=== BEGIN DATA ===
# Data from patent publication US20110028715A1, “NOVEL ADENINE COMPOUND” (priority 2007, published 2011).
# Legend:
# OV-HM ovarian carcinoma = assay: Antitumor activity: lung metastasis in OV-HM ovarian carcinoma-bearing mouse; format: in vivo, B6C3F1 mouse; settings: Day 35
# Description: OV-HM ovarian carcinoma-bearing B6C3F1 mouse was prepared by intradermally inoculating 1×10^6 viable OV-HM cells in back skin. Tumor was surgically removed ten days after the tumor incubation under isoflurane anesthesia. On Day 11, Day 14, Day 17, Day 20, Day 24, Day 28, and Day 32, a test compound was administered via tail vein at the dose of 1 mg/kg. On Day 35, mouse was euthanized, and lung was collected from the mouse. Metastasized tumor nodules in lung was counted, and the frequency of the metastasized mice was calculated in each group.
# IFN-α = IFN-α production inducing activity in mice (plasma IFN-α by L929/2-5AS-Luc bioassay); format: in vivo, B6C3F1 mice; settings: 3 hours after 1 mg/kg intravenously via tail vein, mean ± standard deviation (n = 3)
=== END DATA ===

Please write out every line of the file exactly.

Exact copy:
# Data from patent publication US20110028715A1, “NOVEL ADENINE COMPOUND” (priority 2007, published 2011).
# Legend:
# OV-HM ovarian carcinoma = assay: Antitumor activity: lung metastasis in OV-HM ovarian carcinoma-bearing mouse; format: in vivo, B6C3F1 mouse; settings: Day 35
# Description: OV-HM ovarian carcinoma-bearing B6C3F1 mouse was prepared by intradermally inoculating 1×10^6 viable OV-HM cells in back skin. Tumor was surgically removed ten days after the tumor incubation under isoflurane anesthesia. On Day 11, Day 14, Day 17, Day 20, Day 24, Day 28, and Day 32, a test compound was administered via tail vein at the dose of 1 mg/kg. On Day 35, mouse was euthanized, and lung was collected from the mouse. Metastasized tumor nodules in lung was counted, and the frequency of the metastasized mice was calculated in each group.
# IFN-α = IFN-α production inducing activity in mice (plasma IFN-α by L929/2-5AS-Luc bioassay); format: in vivo, B6C3F1 mice; settings: 3 hours after 1 mg/kg intravenously via tail vein, mean ± standard deviation (n = 3)